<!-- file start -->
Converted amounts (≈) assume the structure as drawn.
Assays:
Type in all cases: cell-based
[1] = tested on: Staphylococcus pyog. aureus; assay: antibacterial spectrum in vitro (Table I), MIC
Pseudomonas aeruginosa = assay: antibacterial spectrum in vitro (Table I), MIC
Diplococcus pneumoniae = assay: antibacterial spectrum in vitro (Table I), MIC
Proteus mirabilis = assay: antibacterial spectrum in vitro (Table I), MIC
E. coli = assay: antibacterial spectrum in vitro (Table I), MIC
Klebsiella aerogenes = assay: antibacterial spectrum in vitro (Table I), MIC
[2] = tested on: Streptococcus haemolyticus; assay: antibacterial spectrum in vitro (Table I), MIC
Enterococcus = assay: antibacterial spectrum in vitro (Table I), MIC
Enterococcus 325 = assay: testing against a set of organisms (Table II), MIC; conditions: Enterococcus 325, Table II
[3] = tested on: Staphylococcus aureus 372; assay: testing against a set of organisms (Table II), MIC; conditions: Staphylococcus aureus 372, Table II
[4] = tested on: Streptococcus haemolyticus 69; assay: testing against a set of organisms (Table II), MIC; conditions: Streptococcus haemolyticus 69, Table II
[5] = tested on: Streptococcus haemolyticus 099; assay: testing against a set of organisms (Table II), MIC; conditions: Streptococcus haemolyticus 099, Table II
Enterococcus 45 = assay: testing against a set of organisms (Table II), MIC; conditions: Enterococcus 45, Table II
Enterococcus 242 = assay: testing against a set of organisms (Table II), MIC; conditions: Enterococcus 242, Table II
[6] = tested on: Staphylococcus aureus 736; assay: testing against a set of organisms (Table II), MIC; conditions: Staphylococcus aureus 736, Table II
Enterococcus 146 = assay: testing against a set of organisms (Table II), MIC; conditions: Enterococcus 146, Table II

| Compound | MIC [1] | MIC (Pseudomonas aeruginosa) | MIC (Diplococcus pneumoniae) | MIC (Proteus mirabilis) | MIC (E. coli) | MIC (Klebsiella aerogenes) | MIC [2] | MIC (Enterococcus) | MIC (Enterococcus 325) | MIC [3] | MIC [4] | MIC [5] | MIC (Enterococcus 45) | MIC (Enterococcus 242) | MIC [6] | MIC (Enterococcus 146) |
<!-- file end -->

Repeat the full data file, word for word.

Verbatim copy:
Converted amounts (≈) assume the structure as drawn.
Assays:
Type in all cases: cell-based
[1] = tested on: Staphylococcus pyog. aureus; assay: antibacterial spectrum in vitro (Table I), MIC
Pseudomonas aeruginosa = assay: antibacterial spectrum in vitro (Table I), MIC
Diplococcus pneumoniae = assay: antibacterial spectrum in vitro (Table I), MIC
Proteus mirabilis = assay: antibacterial spectrum in vitro (Table I), MIC
E. coli = assay: antibacterial spectrum in vitro (Table I), MIC
Klebsiella aerogenes = assay: antibacterial spectrum in vitro (Table I), MIC
[2] = tested on: Streptococcus haemolyticus; assay: antibacterial spectrum in vitro (Table I), MIC
Enterococcus = assay: antibacterial spectrum in vitro (Table I), MIC
Enterococcus 325 = assay: testing against a set of organisms (Table II), MIC; conditions: Enterococcus 325, Table II
[3] = tested on: Staphylococcus aureus 372; assay: testing against a set of organisms (Table II), MIC; conditions: Staphylococcus aureus 372, Table II
[4] = tested on: Streptococcus haemolyticus 69; assay: testing against a set of organisms (Table II), MIC; conditions: Streptococcus haemolyticus 69, Table II
[5] = tested on: Streptococcus haemolyticus 099; assay: testing against a set of organisms (Table II), MIC; conditions: Streptococcus haemolyticus 099, Table II
Enterococcus 45 = assay: testing against a set of organisms (Table II), MIC; conditions: Enterococcus 45, Table II
Enterococcus 242 = assay: testing against a set of organisms (Table II), MIC; conditions: Enterococcus 242, Table II
[6] = tested on: Staphylococcus aureus 736; assay: testing against a set of organisms (Table II), MIC; conditions: Staphylococcus aureus 736, Table II
Enterococcus 146 = assay: testing against a set of organisms (Table II), MIC; conditions: Enterococcus 146, Table II

| Compound | MIC [1] | MIC (Pseudomonas aeruginosa) | MIC (Diplococcus pneumoniae) | MIC (Proteus mirabilis) | MIC (E. coli) | MIC (Klebsiella aerogenes) | MIC [2] | MIC (Enterococcus) | MIC (Enterococcus 325) | MIC [3] | MIC [4] | MIC [5] | MIC (Enterococcus 45) | MIC (Enterococcus 242) | MIC [6] | MIC (Enterococcus 146) |